On April 6, Hamas terrorists fired a Russian Kornet laser-guided missile at a school bus in southern Israel. How did Hamas get such a missile?
It turns out that Russia does not license others to produce this missile; every single Kornet is manufactured in Russia at the KBP factory. The KBP web site helpfully touts all the wonderful qualities of this weapon.
So how did Hamas get its hands on the Kornet it used to try to kill dozens of Israeli schoolchildren? Syria is the obvious guess, as Russia sells Kornets to Syria and Syria maintains close relations with Hamas and Hezbollah. The United States has previously sanctioned the KBP plant for providing missiles to Syria that then reached Hezbollah, as this Israeli news item notes. The only thing we don’t know is whether it was Hezbollah or Syria who turned Kornets over to Hamas.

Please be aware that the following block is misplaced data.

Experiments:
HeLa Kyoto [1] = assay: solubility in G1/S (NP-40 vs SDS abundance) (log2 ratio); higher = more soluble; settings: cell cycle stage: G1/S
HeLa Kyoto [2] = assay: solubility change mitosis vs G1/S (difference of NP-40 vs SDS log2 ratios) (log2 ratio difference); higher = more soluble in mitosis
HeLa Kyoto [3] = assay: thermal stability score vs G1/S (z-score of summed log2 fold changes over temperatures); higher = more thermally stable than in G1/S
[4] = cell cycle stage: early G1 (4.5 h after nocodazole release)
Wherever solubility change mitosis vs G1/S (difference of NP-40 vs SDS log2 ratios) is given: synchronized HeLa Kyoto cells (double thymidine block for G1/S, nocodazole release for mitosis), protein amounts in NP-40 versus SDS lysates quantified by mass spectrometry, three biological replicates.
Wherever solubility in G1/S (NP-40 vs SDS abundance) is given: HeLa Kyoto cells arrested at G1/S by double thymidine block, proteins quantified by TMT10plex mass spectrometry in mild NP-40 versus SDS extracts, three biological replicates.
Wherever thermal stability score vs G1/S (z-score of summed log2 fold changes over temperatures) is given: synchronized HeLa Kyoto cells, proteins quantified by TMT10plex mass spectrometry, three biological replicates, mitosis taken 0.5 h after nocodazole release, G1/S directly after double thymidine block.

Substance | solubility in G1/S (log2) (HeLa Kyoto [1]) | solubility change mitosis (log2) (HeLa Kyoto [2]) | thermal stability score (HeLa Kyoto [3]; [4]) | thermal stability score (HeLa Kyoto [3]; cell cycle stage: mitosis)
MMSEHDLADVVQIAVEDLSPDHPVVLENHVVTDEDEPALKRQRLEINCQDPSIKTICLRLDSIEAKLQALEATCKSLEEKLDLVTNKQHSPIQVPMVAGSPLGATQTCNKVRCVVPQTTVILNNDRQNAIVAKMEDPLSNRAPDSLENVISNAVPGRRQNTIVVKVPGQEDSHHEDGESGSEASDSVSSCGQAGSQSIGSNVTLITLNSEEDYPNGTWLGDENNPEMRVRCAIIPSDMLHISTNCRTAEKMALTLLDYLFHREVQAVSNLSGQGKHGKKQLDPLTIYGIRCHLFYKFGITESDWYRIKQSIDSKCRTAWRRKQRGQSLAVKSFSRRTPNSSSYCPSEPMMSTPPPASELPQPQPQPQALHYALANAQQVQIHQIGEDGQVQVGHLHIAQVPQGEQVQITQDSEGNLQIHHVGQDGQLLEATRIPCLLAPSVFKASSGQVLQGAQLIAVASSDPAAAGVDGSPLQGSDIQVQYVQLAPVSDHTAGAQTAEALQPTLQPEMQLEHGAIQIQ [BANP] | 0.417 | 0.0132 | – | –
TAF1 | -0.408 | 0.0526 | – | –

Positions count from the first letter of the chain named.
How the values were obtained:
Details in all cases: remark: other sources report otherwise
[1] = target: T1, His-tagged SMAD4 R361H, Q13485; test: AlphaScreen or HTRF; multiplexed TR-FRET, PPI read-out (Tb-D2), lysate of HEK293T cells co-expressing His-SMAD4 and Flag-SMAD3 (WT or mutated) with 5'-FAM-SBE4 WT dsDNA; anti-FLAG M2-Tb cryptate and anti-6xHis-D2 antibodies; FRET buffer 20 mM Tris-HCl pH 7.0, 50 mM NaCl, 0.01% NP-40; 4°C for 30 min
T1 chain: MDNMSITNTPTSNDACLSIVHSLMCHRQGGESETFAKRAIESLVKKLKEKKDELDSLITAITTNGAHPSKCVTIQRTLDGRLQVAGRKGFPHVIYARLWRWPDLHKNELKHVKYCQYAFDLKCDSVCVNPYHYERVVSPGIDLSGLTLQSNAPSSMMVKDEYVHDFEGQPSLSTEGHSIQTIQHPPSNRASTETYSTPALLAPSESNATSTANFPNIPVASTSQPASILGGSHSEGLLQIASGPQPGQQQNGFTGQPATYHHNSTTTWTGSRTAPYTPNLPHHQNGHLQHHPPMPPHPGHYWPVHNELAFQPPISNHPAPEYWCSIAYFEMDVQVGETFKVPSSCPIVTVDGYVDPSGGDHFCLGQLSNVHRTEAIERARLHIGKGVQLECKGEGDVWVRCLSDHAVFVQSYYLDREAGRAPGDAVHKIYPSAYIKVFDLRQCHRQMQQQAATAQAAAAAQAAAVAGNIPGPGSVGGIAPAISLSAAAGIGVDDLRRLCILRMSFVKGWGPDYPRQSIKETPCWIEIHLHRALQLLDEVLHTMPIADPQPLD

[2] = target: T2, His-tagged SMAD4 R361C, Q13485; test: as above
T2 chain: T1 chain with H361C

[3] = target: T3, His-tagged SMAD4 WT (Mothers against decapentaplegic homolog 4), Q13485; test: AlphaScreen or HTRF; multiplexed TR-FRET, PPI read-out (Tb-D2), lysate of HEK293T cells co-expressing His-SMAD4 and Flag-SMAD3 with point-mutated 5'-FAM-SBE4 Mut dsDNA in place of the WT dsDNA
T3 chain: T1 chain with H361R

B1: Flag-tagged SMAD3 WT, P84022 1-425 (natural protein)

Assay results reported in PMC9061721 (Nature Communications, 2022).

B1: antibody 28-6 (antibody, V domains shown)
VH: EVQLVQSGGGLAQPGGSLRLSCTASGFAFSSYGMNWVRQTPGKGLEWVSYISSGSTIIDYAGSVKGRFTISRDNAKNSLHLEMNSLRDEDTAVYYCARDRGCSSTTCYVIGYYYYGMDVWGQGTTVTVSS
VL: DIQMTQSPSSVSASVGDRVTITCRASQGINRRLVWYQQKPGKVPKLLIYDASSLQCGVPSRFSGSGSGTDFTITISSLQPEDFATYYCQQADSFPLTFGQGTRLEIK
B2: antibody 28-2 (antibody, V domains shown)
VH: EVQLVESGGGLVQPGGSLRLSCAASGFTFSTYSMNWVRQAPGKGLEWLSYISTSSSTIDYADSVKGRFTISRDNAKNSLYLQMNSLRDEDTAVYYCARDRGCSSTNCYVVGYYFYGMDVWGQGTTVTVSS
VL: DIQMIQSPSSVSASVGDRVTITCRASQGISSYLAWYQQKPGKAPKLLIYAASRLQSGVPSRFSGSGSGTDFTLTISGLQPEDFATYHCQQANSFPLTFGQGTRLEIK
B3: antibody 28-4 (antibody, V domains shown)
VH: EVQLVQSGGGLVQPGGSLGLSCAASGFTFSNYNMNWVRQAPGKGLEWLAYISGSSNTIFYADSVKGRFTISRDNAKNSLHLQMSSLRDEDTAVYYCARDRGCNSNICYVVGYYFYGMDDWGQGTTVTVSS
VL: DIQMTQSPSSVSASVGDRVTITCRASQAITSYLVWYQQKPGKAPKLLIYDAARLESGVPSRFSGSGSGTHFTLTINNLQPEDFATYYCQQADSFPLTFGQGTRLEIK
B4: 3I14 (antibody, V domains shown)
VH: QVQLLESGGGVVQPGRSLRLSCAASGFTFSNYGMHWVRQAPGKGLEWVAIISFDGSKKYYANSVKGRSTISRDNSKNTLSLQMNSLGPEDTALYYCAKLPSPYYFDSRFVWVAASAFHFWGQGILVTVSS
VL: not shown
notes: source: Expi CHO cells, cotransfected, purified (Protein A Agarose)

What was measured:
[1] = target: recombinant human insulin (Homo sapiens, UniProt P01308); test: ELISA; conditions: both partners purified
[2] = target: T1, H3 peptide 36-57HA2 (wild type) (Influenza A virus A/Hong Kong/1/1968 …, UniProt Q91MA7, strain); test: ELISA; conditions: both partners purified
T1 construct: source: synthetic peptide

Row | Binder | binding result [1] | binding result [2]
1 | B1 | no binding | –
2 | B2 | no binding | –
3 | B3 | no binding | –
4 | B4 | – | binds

The ultimate culprit remains Russia, which is selling Syria missiles that it has every reason to know will be given to terrorist groups. Russia is of course a member of the Middle East Quartet, whose goal is supposed to be peace—not arms supplies to terrorists. If the scheduled Quartet meeting takes place this Friday, April 15, Sec. Clinton should lead off by telling Russia Foreign Minister Lavrov that this must stop. A discussion of how Russian arms get to terrorists who murder Israelis would be a great deal more useful than hours of debate over what tactics to use in the United Nations.
Meanwhile, the Assad regime’s cozy relations with terrorists groups provides yet another reason we should hope the people of Syria are successful in their efforts to rid themselves of the odious dictatorship under which they live.